But of course writing, and forum post formatting, is much more tedious on a tablet.
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Re: How did you get into literature?

Postby Jegesmedve » 2015-01-25, 16:46

Varislintu wrote:As an adult, I bought a bilingual Hungarian Folktales book in Hungary. Those stories were insane. :lol: A bit like the result of some kind of "blind translation" game or drug intake. There was this short one called "The Little Bladder" which I read out loud to my (Hungarian) boyfriend. We were laughing until crying and it's still a household joke.

(I put all the blame for it on the people behind that book; I'm not suggesting that Hungarians are weird or that folk stories are bad.)

Folktales are supposed to be weird, not dead serious, aren't they? :P
By the way, is that story 'A kis gömböc'? [If it is, then bladder is in my opinion a bad translation for gömböc, it has nothing to do with a urinary bladder.] It may be a metaphor for excess, greed or someone's big ego. :hmm:

It always reminded me a wee bit of Rotkäppchen as far as the eating part is concerned. :mrgreen:

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Re: How did you get into literature?

Postby Varislintu » 2015-01-25, 18:12

Jegesmedve wrote:Folktales are supposed to be weird, not dead serious, aren't they? :P


Yes, I give you that. :lol: I think they work better when heard told by someone, than when matter-of-factly minimally translated and printed. From text you kind of expect more... embellishment and back-story, than from a lively oral account. :)

Jegesmedve wrote:By the way, is that story 'A kis gömböc'? [If it is, then bladder is in my opinion a bad translation for gömböc, it has nothing to do with a urinary bladder.] It may be a metaphor for excess, greed or someone's big ego. :hmm:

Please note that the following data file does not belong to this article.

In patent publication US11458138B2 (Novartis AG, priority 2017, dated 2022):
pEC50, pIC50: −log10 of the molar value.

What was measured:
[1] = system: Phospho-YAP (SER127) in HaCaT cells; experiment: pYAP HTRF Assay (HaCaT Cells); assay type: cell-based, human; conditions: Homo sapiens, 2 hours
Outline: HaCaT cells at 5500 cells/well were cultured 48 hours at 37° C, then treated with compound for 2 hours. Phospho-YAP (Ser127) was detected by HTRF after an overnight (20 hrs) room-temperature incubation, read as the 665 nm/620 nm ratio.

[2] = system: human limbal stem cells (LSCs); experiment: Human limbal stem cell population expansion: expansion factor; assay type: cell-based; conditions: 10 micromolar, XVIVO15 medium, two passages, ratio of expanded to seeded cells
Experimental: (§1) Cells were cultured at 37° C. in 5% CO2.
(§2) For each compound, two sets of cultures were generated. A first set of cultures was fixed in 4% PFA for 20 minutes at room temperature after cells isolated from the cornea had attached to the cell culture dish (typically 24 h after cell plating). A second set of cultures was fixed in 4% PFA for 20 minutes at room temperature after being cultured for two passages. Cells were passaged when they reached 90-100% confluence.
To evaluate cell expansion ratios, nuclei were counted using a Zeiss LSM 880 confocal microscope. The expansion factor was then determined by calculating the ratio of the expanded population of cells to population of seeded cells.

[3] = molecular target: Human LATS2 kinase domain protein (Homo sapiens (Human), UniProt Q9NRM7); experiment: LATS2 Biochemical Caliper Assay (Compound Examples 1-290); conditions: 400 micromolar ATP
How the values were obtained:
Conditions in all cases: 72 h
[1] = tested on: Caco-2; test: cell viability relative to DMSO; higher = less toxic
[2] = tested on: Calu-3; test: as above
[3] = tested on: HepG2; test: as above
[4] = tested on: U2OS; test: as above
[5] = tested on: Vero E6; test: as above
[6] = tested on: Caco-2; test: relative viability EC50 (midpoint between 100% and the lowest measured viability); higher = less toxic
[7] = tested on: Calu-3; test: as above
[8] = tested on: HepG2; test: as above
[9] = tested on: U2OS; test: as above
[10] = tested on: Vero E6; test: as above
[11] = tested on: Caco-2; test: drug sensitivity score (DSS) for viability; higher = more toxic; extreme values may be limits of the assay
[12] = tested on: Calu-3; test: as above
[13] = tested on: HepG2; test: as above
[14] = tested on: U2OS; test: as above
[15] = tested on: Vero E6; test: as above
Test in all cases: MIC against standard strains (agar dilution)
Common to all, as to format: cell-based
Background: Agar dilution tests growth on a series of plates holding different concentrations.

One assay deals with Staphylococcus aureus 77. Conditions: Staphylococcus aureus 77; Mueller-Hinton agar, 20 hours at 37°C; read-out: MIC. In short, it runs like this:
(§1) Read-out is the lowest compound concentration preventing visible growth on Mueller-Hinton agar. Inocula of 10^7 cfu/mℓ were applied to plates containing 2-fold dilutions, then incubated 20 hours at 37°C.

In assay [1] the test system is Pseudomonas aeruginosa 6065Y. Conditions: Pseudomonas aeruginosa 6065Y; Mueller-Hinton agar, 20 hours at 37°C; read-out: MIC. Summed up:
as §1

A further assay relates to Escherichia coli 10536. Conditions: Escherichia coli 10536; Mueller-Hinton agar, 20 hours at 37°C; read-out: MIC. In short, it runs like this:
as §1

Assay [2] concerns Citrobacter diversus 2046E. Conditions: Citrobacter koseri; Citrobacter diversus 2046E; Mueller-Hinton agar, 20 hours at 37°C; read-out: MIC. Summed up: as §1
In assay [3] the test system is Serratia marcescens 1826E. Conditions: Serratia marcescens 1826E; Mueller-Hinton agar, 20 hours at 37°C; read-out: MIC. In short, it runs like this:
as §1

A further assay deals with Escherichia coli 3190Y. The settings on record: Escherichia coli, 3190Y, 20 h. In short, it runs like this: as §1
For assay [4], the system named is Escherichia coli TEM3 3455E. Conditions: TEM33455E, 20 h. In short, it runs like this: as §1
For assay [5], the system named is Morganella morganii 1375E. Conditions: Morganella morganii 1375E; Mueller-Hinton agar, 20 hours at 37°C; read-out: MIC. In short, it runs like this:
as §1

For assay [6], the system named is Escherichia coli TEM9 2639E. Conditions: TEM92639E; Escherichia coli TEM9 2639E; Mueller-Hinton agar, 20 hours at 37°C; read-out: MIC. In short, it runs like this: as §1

Yes, that's exactly the one! :mrgreen: I think that unfortunately the book didn't really do very well with its English translations of the stories -- it felt like they were rushed. I guess they aimed for a purely pragmatic translation rather than an artistic one. Thanks, btw, for explaining the moral of the story -- I have been wondering what it might be.
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Re: How did you get into literature?

Postby Jegesmedve » 2015-01-25, 18:56

Varislintu wrote:Yes, I give you that. :lol: I think they work better when heard told by someone, than when matter-of-factly minimally translated and printed. From text you kind of expect more... embellishment and back-story, than from a lively oral account. :)

Exactly.
The fact that it was aimed at international readers (and of course poorly translated), makes me wonder why didn't they give some back-story about Hungarian folktales? They thought, everyone can Google the background information, if they are that interested. :D :silly:

Yes, that's exactly the one! :mrgreen: I think that unfortunately the book didn't really do very well with its English translations of the stories -- it felt like they were rushed. I guess they aimed for a purely pragmatic translation rather than an artistic one. Thanks, btw, for explaining the moral of the story -- I have been wondering what it might be.

Eipä kestä.